Term Paper: Identity Loss at Risk

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Western Beauty Ideals: A Cultural Change Perspective

The Realities of a Global Village

When Marshall McLuhan introduced the concept of the 'global village' in his 1967 work The Medium is the Message, he established a precedent that still rings true decades after (Martens, Dreher, and Gaston 575). The world as a 'global village' is a metaphor that has never been more appropriate for the culture of thinking that's currently prevalent assumes the degree of closeness and interaction that McLuhan had predicted (Dixon 2). Technology had extended our senses so much that it is virtually impossible to not be affected about what's happening beyond a country's borders.

The blending of ideas and information though is not necessarily limited to the discussion of political issues. Although the process of infusion is certainly influenced by the manifestations of ruling ideas -- the product of a political public sphere, so to speak -- this is not to say that it is the only domain by which information could be disseminated and reflected upon (McGuigan 2). Cultural standards of identity are certainly affected by the intermingling of ideas gathered from different walks of life. Borders are now 'porous' in a sense that it is now easier for ideas to pass through and be received through difference channels.

Simply said, it is now easier to for individuals to be influenced by supposedly foreign ideas. Although it is still the right of each individual to become responsible for what needs to be assimilated or accommodated into his or her notion of identity, the fact that other options -- those that are out of the bounds of immediate cultural standards -- are open mean that there is at least a glimpse of other realities that could still be obtained.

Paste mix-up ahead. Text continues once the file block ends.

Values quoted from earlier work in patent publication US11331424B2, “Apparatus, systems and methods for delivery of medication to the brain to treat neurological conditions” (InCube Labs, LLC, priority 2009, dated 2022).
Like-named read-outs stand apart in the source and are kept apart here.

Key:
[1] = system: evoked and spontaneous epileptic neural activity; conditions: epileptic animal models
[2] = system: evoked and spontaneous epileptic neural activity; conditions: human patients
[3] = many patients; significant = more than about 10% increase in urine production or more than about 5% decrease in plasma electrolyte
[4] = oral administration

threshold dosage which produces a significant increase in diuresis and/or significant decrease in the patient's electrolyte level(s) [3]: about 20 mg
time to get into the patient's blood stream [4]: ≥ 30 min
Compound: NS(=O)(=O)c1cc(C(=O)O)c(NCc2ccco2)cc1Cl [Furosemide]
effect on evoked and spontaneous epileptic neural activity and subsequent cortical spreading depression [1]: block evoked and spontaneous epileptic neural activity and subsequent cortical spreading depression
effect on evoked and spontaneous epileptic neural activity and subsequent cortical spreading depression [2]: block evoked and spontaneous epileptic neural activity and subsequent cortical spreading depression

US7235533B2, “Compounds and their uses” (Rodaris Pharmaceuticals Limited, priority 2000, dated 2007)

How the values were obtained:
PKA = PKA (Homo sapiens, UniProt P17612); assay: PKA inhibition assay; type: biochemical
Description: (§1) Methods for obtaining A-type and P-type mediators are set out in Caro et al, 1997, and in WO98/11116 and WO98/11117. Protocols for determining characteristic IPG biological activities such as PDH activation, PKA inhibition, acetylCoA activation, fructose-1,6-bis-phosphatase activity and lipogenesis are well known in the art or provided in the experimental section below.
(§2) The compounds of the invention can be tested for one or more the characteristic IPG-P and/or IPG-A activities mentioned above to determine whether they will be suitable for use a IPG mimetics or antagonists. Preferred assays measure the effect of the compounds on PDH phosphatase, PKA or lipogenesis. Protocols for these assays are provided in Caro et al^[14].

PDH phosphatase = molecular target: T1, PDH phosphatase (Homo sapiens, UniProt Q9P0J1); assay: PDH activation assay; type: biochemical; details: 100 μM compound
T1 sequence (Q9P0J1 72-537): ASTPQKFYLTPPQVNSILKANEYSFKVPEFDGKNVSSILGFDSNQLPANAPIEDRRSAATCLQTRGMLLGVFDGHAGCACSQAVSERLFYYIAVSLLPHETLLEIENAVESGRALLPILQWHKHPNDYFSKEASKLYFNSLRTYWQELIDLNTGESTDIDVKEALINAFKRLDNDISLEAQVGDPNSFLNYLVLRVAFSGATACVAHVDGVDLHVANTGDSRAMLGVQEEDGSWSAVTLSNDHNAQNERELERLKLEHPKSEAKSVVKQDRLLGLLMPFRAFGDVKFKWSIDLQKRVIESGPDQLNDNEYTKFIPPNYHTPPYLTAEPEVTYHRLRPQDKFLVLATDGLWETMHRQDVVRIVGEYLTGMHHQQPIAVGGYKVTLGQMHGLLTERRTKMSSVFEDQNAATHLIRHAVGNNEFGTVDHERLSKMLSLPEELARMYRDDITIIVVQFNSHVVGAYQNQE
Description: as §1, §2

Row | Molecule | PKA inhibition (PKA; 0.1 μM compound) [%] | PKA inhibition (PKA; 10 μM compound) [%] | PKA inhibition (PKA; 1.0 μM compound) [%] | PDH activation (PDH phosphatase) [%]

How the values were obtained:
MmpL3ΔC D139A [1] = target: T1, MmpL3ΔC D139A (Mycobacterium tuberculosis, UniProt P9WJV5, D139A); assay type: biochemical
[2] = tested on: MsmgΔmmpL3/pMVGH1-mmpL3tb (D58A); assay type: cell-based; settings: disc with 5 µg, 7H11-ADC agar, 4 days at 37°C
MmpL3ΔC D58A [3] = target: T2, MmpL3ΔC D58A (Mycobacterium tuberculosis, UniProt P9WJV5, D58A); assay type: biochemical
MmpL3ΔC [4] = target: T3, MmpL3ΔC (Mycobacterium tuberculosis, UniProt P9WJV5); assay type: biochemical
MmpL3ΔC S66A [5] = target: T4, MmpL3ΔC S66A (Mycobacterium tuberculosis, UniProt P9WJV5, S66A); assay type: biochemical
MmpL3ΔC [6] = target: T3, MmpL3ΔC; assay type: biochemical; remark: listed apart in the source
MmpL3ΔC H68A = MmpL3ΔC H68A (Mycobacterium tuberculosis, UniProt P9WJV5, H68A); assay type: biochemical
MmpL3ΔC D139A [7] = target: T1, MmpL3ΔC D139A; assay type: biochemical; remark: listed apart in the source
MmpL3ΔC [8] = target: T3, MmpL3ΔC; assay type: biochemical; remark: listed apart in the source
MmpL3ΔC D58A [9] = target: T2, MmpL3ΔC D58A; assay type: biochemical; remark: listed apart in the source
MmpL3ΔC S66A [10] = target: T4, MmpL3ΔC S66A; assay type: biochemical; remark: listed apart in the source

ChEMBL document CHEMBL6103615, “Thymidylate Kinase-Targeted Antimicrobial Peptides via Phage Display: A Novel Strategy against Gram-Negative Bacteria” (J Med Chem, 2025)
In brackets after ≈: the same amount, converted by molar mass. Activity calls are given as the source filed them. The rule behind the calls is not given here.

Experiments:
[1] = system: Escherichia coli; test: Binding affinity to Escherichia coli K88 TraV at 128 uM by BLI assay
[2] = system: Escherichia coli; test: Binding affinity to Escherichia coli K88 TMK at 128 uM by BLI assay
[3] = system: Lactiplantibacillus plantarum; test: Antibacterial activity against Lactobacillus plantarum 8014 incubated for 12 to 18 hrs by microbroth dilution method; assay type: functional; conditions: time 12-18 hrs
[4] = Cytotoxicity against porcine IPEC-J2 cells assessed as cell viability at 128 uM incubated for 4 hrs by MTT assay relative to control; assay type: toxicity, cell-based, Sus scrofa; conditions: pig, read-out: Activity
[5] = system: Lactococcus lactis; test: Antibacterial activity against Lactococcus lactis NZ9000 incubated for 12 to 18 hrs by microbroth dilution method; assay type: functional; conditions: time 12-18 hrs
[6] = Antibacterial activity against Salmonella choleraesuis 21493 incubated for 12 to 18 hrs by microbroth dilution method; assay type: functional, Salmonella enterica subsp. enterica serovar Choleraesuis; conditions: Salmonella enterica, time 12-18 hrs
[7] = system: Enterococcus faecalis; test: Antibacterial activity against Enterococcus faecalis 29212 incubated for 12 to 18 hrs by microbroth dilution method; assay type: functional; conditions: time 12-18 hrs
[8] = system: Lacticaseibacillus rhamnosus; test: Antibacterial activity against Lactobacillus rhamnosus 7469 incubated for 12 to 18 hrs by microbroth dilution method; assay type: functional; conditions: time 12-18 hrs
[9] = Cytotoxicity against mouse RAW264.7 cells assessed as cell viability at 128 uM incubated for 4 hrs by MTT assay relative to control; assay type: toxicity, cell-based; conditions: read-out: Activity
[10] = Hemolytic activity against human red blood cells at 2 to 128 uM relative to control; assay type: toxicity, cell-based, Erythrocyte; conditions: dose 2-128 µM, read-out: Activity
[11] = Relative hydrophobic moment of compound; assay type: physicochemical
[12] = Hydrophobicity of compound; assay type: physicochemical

It is the objective of this paper to explore this very process, a study into how the mechanisms of influence are played out given the characteristics of a global village. Dixon had already pointed out that cultural domination is a major factor into the standardization of ideas by which individuals could compare their own thoughts of self-identity (4). Simply said, the trends posted by the dominant culture would essentially be most influential given its capacities as hinged on sovereign power.

In this case, it makes sense to delimit the understanding of the process by choosing one aspect of culture and one example of a dominant cultural zeitgeist. With this in mind, delving into the concept of beauty as portrayed by today's dominant trends might shed light into the matter.

The Changing Perceptions of Beauty

For quite some time, eastern cultures seemed largely impervious to the western standards of beauty. However, as the world has become more and more globalized, this is obviously no longer the case. With the most recent evolutions in new media, it was only a matter of time before western ideals could completely seep into the general cultural mindset of other countries.